314 965 6212 • museum@transportmuseumassociation.org • 2933 Barrett Station 63122

The Earl C. Lindburg Automobile Center is open during normal operating hours. It houses the automobile collection of the National Museum of Transportation. Here are some of the rare and classic autos and trucks on display.

The road vehicle collection of over 200 items includes a 1901 automobile built by the St. Louis Motor Carriage Co. (oldest of only nine such cars known to still be in existence), as well as the only operational Chrysler turbine car on public display.

Some of the highlights

1901 St. Louis Motor Carriage Co. Automobile

Produced by the St. Louis Motor Carriage Co., it originally cost $1,200 and is the oldest of nine of this make known to exist today. It is powered by a one-cylinder, 7-hp engine; employed the first float carburetor; is equipped with a tilting steering wheel; and has a chain drive to the rear axle.

Bobby Darin “Dream Car”

The Bobby Darin “Dream Car” is a one-of-a-kind custom car designed by Detroit clothing designer Andy Di Dia in 1953 and completed in 1960.

The Chrysler Turbine Car

The Chrysler turbine car is one of only 55 produced by Chrysler in 1963. This is the only operational turbine car on public display.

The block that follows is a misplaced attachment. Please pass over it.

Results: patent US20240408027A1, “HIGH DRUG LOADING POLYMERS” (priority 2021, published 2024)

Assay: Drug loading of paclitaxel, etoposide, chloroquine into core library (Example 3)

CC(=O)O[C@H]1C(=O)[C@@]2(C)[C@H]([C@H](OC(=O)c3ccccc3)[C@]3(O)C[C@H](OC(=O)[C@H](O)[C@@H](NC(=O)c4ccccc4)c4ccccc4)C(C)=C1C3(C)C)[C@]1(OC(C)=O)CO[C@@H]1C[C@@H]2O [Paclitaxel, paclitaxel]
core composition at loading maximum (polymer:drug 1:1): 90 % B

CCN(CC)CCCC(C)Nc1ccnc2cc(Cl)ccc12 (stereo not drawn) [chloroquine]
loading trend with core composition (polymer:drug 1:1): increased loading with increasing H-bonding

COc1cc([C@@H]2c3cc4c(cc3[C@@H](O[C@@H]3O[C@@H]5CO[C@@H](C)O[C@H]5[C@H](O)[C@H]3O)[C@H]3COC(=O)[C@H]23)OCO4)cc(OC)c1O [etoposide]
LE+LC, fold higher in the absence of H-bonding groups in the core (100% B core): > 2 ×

1959 Ford Gas Turbine Tractor

In 1952, Ford Motor Co. began a test program to explore the use of gas turbine engines for automobiles and trucks. It initially tested a 150-horsepower regenerative turbine engine in a 1954 car, but the results were lackluster. Ford’s emphasis then shifted to trucks, and an improved version of the engine was tested in a tilt-cab truck tractor in 1956. In 1957-58, a 300-horsepower, 704-cubic-inch-displacement engine was developed, and this 1959 tilt-cab CT-1100 truck tractor was the first vehicle used to test it. The results impressed the Department of Defense enough to contract with Ford for a 600-horsepower engine which was used in 1964 in a truck tractor that made cross-country trips at costs comparable to those of diesel engines. A small fleet of improved turbine-powered trucks was then used to collect operational experience and data operating between Ford plants in Michigan and Ohio, and one engine was installed in a Continental Trailways bus. The main advantages of the turbine engine were low noise, emissions, oil consumption, and vibration; easy cold-weather starting; extended overhaul life; high torque at low speeds; and instantaneous full-power capability. But high fuel consumption at idle and costly manufacturing materials needed because of their high operating speeds and temperatures prevented successful turbine use in cars or trucks, and Ford gave up development in 1973. This truck tractor was donated by Ford in 1971.

Our popular book featuring detailed descriptions of the collection. Illustrated.